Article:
Phyllis may be retired from poker now, but she will always stand for integrity in poker; she has committed her life to it.

Listen to me and Robert discussing Phyllis’ career on High Roller Radio here: https://youtu.be/bmhuFvCUw38

 

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A Passion for Poker: Meet Hollywood Park Casino’s Ginger Lee by Patricia Chavira

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As I have written about before, women are underrepresented both at the poker tables and on the casino floor, so when I meet a woman who has both played poker and worked in a casino, I know I am talking to a very rare person indeed, and that special woman is Ginger Lee.

Ginger ended up in a card room like many women do—she tagged along with a friend. When she was a college student, she was asked if she would like to go to the Bike. She said yes thinking she was going to a bicycle shop.

Much to her surprise, she ended up at the Bicycle Club in Bell Gardens, California, one of the largest card rooms in the world. Little did she know that fateful decision would change her life.

When she was a waitress at a sushi bar, a customer who worked at Commerce Casino convinced her to apply for a job at the card room. In 1990, she learned to deal and passed her auditioned. She began working as a dealer but realized that to be a better dealer, she had to learn how to play poker, so she began playing after work.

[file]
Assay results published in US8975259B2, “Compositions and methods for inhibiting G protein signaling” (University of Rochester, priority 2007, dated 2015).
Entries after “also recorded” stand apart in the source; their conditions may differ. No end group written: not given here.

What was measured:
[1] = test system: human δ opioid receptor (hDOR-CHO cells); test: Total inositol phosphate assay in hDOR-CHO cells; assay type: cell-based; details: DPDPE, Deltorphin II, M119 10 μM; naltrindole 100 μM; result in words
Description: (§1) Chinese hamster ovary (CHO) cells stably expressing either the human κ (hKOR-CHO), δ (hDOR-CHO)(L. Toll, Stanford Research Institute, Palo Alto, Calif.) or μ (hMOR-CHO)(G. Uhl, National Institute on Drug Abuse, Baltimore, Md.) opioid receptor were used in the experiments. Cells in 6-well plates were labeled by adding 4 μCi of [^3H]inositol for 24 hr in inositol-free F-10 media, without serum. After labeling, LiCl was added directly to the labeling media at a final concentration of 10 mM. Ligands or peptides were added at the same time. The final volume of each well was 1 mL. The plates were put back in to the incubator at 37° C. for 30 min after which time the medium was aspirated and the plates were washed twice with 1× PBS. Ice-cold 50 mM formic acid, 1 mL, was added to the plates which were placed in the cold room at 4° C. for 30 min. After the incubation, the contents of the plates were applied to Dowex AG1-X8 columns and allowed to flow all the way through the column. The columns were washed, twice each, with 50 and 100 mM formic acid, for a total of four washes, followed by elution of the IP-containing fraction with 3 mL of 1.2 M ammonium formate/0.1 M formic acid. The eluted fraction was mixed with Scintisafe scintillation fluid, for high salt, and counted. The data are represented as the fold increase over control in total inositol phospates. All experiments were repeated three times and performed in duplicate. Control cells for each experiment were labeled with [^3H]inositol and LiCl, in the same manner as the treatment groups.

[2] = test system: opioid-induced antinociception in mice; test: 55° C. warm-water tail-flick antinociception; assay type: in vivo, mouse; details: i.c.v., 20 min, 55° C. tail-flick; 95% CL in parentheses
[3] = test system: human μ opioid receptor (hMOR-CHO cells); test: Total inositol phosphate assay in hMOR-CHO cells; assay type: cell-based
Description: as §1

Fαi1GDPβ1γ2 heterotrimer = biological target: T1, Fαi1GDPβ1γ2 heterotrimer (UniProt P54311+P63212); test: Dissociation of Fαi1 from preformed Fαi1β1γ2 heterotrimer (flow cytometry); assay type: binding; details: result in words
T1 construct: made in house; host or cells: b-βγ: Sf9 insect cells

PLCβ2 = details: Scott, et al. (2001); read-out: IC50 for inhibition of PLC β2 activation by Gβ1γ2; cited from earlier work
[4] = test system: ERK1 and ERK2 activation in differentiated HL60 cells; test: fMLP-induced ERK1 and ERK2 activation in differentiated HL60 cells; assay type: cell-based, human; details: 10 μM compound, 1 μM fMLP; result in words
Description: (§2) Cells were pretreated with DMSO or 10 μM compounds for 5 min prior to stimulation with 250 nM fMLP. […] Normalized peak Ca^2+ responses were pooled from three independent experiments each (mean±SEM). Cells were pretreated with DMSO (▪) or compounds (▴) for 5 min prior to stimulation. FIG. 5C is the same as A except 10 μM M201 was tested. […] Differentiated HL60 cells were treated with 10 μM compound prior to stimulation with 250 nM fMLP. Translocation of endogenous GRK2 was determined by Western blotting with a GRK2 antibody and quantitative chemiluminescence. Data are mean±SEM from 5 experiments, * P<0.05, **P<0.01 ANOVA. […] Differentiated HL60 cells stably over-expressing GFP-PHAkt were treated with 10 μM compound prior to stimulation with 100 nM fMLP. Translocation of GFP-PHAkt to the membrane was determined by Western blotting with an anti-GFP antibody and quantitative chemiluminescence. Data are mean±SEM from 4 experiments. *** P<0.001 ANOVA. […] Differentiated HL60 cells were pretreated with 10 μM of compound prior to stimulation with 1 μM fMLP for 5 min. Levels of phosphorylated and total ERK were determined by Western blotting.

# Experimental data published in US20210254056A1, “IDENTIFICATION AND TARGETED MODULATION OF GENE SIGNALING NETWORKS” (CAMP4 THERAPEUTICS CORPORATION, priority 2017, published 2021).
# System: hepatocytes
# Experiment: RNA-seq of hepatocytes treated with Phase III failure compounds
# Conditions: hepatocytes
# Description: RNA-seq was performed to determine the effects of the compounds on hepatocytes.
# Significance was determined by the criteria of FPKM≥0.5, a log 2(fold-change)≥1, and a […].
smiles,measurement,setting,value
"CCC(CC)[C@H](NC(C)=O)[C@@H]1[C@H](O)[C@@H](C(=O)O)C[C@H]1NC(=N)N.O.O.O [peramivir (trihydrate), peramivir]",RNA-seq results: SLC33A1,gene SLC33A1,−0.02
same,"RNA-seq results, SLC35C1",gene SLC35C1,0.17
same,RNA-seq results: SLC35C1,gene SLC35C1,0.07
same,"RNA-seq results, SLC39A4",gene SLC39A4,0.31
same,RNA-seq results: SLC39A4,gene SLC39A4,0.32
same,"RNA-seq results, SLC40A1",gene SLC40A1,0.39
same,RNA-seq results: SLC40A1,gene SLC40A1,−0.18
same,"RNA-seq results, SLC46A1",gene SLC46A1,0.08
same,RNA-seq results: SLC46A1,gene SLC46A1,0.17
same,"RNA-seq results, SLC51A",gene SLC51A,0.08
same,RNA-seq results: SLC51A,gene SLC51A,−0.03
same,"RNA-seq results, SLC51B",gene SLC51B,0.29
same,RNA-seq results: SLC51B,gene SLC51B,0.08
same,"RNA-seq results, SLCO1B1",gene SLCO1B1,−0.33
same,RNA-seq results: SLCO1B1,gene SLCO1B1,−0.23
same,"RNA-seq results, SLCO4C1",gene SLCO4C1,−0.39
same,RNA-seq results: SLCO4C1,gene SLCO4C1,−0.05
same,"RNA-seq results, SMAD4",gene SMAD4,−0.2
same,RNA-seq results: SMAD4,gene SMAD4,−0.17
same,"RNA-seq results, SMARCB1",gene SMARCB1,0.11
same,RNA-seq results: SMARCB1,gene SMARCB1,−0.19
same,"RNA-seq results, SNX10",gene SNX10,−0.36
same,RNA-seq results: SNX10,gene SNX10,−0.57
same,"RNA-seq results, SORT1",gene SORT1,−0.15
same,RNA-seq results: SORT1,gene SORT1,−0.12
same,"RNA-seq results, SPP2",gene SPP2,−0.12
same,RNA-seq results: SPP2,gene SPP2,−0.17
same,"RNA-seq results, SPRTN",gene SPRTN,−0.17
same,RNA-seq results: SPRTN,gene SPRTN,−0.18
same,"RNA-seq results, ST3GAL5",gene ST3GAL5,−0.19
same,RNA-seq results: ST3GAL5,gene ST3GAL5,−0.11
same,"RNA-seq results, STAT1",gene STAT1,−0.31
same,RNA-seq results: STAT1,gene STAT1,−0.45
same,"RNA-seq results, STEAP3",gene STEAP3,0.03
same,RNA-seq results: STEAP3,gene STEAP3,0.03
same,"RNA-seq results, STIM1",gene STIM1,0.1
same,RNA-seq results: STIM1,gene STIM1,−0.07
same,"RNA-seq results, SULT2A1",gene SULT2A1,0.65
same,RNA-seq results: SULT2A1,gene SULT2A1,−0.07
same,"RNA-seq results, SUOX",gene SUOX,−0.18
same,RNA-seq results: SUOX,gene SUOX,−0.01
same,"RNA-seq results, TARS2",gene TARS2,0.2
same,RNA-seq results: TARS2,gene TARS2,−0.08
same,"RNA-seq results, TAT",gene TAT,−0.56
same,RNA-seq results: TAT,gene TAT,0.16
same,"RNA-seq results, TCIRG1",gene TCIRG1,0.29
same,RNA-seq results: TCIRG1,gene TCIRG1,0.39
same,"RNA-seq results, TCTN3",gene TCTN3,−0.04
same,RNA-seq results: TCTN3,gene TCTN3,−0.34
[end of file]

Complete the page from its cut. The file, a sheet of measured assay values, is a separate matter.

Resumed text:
Working With Poker Legends

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Linda Johnson, the First Lady of Poker

Ginger rose through the ranks being promoted to the tournament staff by her mentor Cheri Dokken, Commerce Casino’s tournament director for many years. She also had the privilege of working tournaments with legendary tournament directors Jack McClelland and Matt Savage.

Ginger began playing tournaments herself even meeting her future husband at the L.A. Poker Classic in 1992. She tells a funny story about registering another player for a tournament who never showed up. She didn’t want to be stuck for the buy-in, so she decided to play herself. It was her first No-Limit tournament. She ended up chopping it. Ginger is also a skilled 7-Card Stud player who has cashed in several stud tournaments.